I had a whirlwind trip earlier this summer to the north of England, and I was lucky enough to spend a couple of days in Manchester. As a fan of bands like the Smiths, Joy Division, New Order, the Stone Roses, and James, the city of Manchester is a place I had long wanted to visit, and it surpassed all of my expectations. I hope to return someday to explore it further!

Now, coffee wasn’t the cornerstone of my visit by any means, but I knew I couldn’t leave without bringing home something from a local roaster. However, despite the fact that Manchester is not lacking for coffee shops (I found 5 or 6 independent cafes within an easy walk of each other in the city center, not even including “chain” coffee shops), the beans that were available for sale were largely not fresh enough for my liking… most were a month or more post-roast. This bag of Has Bean Coffee was dated 13 days post roast, I believe, so I snapped it up, knowing that it was the freshest I was likely to find! Stafford is not terribly close to Manchester (around 60 miles away), but considering where I had flown from (Dallas!), yes, I considered Stafford to be “locally roasted” relative to Manchester. I picked up these beans from North Tea Power, in Manchester’s Northern Quarter.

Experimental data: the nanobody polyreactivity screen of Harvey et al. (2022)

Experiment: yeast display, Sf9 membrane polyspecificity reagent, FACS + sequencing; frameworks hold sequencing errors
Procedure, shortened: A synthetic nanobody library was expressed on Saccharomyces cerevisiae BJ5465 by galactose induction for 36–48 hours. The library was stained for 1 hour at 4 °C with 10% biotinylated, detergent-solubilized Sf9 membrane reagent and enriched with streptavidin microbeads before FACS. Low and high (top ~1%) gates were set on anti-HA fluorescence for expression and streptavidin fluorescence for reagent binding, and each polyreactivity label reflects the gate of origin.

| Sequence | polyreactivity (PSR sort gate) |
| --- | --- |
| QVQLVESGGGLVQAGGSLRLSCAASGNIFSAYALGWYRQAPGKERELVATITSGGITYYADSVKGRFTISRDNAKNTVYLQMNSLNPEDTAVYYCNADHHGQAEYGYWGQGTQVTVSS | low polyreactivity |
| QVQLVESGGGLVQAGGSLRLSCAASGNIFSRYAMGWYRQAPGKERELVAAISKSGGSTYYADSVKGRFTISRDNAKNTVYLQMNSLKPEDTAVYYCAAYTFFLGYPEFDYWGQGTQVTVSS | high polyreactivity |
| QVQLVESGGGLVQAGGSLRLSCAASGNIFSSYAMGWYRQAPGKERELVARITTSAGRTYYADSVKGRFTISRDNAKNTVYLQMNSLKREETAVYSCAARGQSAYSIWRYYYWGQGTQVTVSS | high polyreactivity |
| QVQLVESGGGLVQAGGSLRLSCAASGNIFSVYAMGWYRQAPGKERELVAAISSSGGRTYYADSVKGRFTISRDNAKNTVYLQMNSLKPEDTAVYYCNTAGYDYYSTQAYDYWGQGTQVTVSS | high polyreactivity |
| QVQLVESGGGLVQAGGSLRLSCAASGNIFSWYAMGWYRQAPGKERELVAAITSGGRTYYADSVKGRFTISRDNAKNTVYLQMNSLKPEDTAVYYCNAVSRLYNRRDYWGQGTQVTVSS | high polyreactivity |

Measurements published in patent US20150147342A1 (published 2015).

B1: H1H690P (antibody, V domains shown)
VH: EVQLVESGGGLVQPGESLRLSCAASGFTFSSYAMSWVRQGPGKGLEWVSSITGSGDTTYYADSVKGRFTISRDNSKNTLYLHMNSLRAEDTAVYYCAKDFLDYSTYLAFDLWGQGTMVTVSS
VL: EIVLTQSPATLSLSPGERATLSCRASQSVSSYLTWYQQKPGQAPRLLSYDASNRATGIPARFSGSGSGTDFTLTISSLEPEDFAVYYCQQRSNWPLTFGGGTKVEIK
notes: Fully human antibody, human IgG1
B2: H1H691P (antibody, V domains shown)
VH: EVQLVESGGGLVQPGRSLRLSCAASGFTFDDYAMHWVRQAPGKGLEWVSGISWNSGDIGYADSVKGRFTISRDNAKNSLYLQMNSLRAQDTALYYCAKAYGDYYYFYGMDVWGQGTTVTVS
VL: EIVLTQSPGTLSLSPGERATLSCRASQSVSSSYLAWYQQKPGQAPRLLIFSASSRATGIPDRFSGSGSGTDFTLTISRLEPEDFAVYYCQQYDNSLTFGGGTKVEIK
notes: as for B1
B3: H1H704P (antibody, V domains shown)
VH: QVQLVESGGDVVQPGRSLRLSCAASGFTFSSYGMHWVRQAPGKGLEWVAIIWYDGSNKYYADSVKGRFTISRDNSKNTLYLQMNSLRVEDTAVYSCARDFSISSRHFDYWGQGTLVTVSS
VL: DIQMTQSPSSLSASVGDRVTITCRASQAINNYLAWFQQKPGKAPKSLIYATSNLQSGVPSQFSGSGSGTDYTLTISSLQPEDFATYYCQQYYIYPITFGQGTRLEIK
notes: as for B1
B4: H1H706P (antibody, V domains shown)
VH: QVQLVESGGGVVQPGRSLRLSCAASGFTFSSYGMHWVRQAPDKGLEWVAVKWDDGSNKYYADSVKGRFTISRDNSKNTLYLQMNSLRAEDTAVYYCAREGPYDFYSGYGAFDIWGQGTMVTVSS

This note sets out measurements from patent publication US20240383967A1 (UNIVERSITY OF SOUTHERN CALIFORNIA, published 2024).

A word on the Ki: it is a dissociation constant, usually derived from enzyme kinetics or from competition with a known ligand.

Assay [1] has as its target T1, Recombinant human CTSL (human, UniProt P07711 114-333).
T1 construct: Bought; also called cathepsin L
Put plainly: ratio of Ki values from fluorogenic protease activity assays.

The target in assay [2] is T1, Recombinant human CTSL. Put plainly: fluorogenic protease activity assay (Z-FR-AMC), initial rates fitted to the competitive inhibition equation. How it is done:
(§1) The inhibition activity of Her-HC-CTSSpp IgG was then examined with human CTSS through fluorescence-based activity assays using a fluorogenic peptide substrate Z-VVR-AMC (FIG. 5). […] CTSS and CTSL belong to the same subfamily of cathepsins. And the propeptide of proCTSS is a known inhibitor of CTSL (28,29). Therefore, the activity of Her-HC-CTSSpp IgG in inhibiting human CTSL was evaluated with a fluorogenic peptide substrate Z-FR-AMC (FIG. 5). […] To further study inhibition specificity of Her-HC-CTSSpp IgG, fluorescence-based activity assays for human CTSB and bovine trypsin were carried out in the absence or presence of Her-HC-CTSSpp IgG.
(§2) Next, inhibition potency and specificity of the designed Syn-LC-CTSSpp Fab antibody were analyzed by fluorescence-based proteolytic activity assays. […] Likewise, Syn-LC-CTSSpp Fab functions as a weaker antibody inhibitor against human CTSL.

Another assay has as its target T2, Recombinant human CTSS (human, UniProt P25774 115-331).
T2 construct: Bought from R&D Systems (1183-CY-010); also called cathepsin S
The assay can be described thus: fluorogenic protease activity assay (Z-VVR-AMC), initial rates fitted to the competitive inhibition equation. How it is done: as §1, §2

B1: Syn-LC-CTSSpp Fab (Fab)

Whole bean: Even before I opened the bag, I had to giggle at the clever brand name. Plus, in all my years of drinking coffee, I had never tried a coffee from Malawi before! I liked this company already. Once I opened the bag, the beans smelled sugary and light.

French press: Thick, tangy, but not sour. Nice body to the brew, with a lovely smooth finish. Satisfying to drink. It gets more complex as it sits and cools, obtaining a note of tropical fruit.

Chemex: Nice spicy finish. Clean taste – not many layers to this cup, but it was pleasingly straightforward and simple. Very easy to drink, with a taste of brown sugar.

AeroPress: Similar in flavor to the French press cup. The kiwi flavor really comes out in this method.

V60: Sweetest of the four cups. Sugary and light-bodied coffee. There was a bit of a floral note on the finish.

Summary: This was a nice, complex, multi-dimensional coffee that is lovely brewed any way you can get it, but I think I liked it best in the Hario V60 for its sweetness. However, it has its merits in all four of my usual brewing methods.

From the roaster: Floral, kiwi, chocolate milk

Has Bean Coffee Malawi Msese Wetmill

Review conducted 18 days post-roast.

Review: Oak Cliff Coffee Roasters Sunset Blend (Dallas, Texas)